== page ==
Google Glass May Be Banned In Australia Under New Proposed Privacy Laws
By Anne Lu | April 1, 2014 3:10 PM EST
Google Glass may become illegal in Australia if the new proposed law is approved. The Australian Law Reform Commission released 47 legislative changes that update existing private laws for the digital age, including making it illegal to wear the Google eyewear and other similar wearable technologies.
The commission released discussion paper on Monday, which included proposal that the government introduce a statutory cause of action for serious invasion of a person’s privacy, including the recording of individuals without their consent.
It also recommends changes to accommodate advancements in technology, which may put Google Glass at risk in the country as it is capable of video and audio recording very discreetly.
The proposal doesn’t exclusively ban the already controversial gadget, and may affect smart phones and other wearable technologies as well.
“A mobile phone could be used as a surveillance device as well to record a private conversation or record a private activity without consent; it could be set up in a way that’s recording, so we already have the concept that wearable items that are in ubiquitous use do have the potential to carry out what would be unauthorised surveillance,” Barbara McDonald, commissioner and a professor of law at the University of Sydney, told The Australian Financial Review.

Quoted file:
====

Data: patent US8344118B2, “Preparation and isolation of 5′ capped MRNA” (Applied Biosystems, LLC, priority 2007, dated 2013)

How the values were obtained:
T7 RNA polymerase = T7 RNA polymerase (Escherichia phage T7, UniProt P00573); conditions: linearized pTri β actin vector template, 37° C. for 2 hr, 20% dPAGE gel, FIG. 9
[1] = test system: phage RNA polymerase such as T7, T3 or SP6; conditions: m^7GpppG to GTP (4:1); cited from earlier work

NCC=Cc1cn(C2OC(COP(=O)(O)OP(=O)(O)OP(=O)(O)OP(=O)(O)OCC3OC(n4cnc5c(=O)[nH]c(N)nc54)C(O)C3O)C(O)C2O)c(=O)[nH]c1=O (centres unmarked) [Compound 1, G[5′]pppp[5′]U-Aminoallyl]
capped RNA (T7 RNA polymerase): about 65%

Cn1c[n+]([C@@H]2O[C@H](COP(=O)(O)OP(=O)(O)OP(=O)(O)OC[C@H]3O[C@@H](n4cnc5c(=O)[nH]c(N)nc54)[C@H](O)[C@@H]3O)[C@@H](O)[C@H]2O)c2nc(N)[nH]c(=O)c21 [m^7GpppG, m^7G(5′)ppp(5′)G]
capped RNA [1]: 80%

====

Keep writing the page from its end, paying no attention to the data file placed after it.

New South Wales is the only state in the country that currently has a regional privacy law. If the proposed law is passed, recording private conversations or activities without consent will become a national offence.
Investigative journalists and government agents will be exempt from the privacy law, though, so they can uncover criminal activities.
The ALRC did not propose penalties for offenders, though the courts could order damage compensation for the victims.
Google Glass, developed by search engine giant Google, aims to give wearers a sense of augmented reality by allowing them to view information in a smartphone-like format. It also allows wearers to shoot and record video and audio of everything they see surreptitiously.
It has already caused controversy in the U.S., particularly due to privacy concerns. A number of restaurants have already banned their patrons from using the gadget inside their premises. The Federal Bureau of Investigation has also accused a man of movie piracy when he wore Google Glass in a movie theatre.
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